from wall street journal:
By ANDY PASZTOR
Federal regulators may be ready to give Boeing Co. BA +0.83%the green light for airborne tests of proposed battery fixes for its 787 Dreamliner as early as next week, according to people familiar with the details, though the actual flights aren't likely to come that quickly.
If the Federal Aviation Administration gives the go-ahead for testing in early March, these people said, Boeing has told some airline customers the grounded jets could resume carrying passengers in a matter of weeks, perhaps even by the end of the month. In submitting its package of proposed changes for the malfunctioning lithium-ion batteries, Boeing initially asked the FAA to get the go-ahead for flight tests to commence around March 1, these people said.
But the FAA has balked at moving that fast, according to some knowledgeable people, and the timetable for flight tests remains fluid. Boeing's aggressive timetable for resuming regular flights also could be upset if the FAA has any major questions or concerns about the package of battery enhancements before or after the flight tests. Some industry officials project the Dreamliner won't be able to resume commercial service until April or later in the year.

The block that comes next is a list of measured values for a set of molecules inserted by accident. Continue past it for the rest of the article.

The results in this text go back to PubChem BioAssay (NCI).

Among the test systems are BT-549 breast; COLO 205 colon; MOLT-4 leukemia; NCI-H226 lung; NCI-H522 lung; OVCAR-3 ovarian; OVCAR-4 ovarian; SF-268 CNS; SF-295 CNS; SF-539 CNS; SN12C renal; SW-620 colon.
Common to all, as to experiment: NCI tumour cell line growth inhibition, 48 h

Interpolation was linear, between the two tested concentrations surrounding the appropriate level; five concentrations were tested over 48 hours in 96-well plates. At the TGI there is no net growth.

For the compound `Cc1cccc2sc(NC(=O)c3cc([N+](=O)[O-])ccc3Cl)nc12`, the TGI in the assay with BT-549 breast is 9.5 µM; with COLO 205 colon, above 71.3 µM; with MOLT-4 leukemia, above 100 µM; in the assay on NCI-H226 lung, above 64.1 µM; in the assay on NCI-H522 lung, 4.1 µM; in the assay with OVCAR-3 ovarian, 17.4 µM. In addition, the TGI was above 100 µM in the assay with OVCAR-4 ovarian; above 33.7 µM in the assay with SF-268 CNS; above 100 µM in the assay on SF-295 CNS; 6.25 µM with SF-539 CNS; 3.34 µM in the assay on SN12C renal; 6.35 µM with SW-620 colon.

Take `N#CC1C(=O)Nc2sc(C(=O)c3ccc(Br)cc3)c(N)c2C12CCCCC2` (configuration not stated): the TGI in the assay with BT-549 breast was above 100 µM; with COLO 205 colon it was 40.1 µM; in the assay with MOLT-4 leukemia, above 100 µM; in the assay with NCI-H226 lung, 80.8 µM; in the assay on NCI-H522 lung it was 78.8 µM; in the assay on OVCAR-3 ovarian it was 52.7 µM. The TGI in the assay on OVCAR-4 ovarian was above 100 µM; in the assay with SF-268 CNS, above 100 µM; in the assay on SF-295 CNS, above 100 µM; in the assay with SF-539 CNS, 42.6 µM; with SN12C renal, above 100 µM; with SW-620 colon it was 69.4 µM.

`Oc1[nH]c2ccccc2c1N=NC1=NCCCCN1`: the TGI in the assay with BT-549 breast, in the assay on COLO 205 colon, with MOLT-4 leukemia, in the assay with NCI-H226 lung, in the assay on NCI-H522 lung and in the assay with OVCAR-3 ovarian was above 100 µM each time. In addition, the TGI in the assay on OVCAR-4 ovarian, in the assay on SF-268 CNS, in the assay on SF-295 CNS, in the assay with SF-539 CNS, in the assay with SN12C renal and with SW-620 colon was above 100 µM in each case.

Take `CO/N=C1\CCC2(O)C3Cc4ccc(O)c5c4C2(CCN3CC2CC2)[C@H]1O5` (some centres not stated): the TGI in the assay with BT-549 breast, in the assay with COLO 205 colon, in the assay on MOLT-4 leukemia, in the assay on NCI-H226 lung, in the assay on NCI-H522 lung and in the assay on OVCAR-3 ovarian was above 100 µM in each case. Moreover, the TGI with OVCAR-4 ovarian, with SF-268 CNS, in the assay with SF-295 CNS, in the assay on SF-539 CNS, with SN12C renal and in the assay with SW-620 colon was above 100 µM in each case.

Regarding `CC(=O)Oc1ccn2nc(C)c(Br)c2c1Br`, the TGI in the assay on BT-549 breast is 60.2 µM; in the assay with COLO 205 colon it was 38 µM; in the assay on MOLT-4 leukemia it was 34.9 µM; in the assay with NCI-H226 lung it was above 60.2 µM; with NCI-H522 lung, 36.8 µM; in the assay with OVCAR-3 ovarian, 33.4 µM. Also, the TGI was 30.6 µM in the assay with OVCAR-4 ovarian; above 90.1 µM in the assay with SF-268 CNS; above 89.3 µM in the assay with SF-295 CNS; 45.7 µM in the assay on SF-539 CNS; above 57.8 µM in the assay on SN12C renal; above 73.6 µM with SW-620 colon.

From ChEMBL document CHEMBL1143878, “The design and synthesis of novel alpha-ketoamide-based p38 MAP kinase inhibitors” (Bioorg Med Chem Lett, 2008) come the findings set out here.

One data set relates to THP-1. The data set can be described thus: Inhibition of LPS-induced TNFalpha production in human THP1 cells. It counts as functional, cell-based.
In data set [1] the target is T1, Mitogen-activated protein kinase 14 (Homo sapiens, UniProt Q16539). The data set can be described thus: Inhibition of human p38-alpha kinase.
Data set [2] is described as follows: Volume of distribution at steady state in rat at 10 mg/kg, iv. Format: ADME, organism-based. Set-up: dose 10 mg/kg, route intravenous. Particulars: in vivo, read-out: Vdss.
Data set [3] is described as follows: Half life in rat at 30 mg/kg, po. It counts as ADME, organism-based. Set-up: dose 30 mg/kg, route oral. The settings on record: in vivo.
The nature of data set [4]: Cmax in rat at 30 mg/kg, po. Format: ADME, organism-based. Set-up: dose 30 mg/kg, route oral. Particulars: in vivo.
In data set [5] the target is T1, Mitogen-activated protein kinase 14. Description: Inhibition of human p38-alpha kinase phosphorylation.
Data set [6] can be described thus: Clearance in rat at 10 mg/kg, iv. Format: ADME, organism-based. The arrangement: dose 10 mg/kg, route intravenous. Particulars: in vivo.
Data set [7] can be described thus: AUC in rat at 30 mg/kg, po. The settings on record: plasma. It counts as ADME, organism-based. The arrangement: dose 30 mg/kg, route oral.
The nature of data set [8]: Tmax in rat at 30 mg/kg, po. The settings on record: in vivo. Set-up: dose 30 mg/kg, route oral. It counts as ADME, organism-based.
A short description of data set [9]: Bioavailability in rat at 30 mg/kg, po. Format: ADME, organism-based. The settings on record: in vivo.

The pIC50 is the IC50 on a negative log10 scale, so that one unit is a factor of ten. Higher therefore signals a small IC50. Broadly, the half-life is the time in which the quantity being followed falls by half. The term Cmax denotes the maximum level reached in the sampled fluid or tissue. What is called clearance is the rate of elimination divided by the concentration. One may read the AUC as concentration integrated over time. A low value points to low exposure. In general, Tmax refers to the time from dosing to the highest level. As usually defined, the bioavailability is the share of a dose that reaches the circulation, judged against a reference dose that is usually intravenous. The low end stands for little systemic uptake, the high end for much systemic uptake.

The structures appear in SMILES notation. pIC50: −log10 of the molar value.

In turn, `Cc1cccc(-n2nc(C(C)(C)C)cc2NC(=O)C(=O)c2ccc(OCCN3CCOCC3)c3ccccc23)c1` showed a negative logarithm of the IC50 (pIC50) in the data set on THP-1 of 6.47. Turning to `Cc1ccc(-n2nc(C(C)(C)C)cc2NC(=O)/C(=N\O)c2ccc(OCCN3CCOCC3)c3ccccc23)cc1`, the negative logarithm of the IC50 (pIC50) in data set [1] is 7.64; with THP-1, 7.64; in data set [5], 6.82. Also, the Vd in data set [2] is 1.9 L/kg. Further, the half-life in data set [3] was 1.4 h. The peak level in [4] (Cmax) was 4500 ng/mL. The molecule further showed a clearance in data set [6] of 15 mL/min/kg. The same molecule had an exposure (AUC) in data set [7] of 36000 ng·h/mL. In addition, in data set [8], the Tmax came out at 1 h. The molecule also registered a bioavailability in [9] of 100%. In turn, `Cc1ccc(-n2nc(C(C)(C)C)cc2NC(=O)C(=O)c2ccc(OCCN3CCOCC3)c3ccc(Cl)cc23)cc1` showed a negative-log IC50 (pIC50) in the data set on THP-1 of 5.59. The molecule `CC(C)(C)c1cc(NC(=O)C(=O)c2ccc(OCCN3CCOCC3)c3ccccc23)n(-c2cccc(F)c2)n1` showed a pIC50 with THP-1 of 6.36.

By Gregory KarpTribune reporter
5:30 p.m. CST, February 26, 2013
Chicago-based Boeing Co. could be allowed by federal regulators to begin more test flights on the grounded 787 Dreamliner early next week, the Wall Street Journal has reported.
(Reuters) - The Federal Aviation Administration said it is not close to approving test flights of Boeing's 787 Dreamliner with a proposed fix for the plane's troubled batteries, denying news reports that such tests could start as early as next week.
"Reports that we are close to allowing 787 test flights are completely inaccurate," spokeswoman Laura Brown said on Tuesday in an email to Reuters.
Boeing declined to comment.
Batteries overheated on two jets last month, prompting regulators to ground the 50 Dreamliners in service worldwide. The grounding saddled Boeing (BA.N) with mounting costs and airlines with expensive planes that cannot be flown and in some cases are stranded far from their home airports.
Boeing proposed a multi-faceted fix for the battery system in a meeting with the FAA last week. The proposal included a stronger containment box, a battery with greater cooling capacity and other changes.
(Reporting by Alwyn Scott; Editing by Bob Burgdorfer)